WORCESTER, MA—Worcester Polytechnic Institute (WPI) has received a three-year, $25 million award from the U.S. Army Combat Capabilities Development Command Army Research Laboratory (CCDC-ARL) to advance the cold spray 3D-printing technique that could be used to repair vehicles and other critical technology in the field. Having this capability avoids the sometimes extensive wait for new parts and increasing the readiness of military units.
The cold spray technique can be used to repair metal parts or even make new parts from scratch by building up metal layer by layer in 3D printing. Cold spray uses a pressurized gas to accelerate metal powders to near supersonic speeds. The force of impact causes the powders to adhere to the metal upon impact. There is no need to first melt the powders. The process can be reduced to a portable handheld applicator, which makes it attractive for use in the field.
“The Army is interested in cold spray 3D printing as a repair technique,” says Danielle Cote, assistant professor of materials science and engineering and director of WPI’s Center for Materials Processing Data. “It’s cheaper to repair a part than to replace it, and you get the equipment back in service faster. The Army’s primary interest is unit readiness. If you’re on a mission and need to move quickly to a safer place, and a critical part on your vehicle breaks, you’re stuck unless you can repair it quickly. That’s where cold spray comes in.”
WPI’s primary focus in this research will be on developing, characterizing, and testing new alloys optimized for use in cold spray. Cote says the characteristics of the metal powders used in cold spray are critically important since the metal is not melted before being sprayed onto a part that needs repair, nor is it heat treated after application. “With most manufacturing methods, metal alloys are alerted by first being melted, and then often heat treated to strengthen or otherwise improve their properties. With cold spray, what you end up with in the repair is exactly what you start with, so the characteristics of the powders are quite important.”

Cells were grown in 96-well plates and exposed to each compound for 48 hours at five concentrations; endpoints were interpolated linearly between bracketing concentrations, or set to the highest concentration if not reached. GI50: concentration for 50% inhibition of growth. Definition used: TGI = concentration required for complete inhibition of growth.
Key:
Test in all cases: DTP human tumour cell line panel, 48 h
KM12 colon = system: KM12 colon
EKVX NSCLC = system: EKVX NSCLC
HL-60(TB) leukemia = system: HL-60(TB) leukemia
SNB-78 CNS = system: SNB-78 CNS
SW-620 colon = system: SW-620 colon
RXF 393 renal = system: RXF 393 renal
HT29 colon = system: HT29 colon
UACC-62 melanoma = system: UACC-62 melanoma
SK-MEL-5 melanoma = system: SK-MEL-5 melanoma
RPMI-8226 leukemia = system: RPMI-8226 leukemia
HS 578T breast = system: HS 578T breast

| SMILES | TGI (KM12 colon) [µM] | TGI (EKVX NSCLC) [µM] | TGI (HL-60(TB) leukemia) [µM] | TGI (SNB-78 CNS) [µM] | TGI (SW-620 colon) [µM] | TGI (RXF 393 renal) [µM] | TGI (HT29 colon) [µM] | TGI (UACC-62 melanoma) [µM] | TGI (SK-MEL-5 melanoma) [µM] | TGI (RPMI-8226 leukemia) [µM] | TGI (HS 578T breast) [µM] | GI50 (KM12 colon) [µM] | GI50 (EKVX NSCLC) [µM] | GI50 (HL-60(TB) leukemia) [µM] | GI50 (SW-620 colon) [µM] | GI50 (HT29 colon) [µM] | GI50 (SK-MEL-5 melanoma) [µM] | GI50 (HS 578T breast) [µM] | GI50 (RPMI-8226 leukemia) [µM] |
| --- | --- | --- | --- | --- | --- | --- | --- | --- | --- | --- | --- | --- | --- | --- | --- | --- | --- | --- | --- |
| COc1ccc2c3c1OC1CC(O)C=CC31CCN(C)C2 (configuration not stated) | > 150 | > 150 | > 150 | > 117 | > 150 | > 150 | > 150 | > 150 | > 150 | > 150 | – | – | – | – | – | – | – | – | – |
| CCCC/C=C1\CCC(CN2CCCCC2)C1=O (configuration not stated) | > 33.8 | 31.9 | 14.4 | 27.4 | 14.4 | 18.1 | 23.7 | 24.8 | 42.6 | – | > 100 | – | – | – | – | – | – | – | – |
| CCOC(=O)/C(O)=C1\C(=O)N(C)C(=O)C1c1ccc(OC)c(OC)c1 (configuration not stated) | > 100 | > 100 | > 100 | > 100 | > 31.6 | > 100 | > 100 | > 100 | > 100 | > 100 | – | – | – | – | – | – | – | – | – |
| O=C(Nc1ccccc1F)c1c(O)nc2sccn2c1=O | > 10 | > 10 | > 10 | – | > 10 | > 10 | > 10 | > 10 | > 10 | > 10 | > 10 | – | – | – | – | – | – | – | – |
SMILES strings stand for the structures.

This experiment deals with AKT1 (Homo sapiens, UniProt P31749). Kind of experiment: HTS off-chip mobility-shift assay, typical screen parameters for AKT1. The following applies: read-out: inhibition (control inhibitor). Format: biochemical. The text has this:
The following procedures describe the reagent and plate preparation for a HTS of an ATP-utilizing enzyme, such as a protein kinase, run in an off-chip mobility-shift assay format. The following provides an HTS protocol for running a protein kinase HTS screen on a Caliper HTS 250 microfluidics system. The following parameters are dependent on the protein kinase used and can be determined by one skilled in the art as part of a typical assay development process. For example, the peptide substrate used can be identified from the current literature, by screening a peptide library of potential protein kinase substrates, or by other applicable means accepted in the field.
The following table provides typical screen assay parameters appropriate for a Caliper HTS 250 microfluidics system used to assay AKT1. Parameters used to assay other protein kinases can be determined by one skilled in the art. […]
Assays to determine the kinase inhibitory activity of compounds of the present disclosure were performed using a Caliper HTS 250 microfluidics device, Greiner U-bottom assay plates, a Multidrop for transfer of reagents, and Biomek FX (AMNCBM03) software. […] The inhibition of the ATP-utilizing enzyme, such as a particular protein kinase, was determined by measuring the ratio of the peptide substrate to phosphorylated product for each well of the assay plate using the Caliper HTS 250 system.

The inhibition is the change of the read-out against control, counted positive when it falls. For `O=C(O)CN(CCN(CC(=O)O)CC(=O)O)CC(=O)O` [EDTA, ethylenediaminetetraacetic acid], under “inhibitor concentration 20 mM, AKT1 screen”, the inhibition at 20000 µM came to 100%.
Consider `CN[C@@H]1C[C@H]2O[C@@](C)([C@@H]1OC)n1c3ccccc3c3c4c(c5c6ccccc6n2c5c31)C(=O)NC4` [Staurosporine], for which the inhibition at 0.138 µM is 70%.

WPI will develop and study powders using a variety of state-of-the-art equipment, including instruments acquired as part of the new ARL award. These include tools to study the chemical and structural properties of the powders at the scale of nanometers, such as a SEM/EDS (scanning electron microscope and energy dispersive spectroscopy) unit, a synchronous laser diffraction and dynamic image particle analyzer to determine powder morphologies, and nanoindenters to measure nano-scaled mechanical properties.
The WPI research team, which includes postdoctoral fellow Kyle Tsaknopoulos, will also work with several subcontractors, including the University of California Irvine, the University of Massachusetts Lowell, Penn State University, and Solvus Global. A spinoff of WPI including two recent WPI PhD recipients in materials science and engineering—Aaron Birt (2017) and Sean Kelly (2018)—Solvus Global will provide commercially available powders and modify them to meet the research team’s specifications so they can be tested in actual cold spray applications.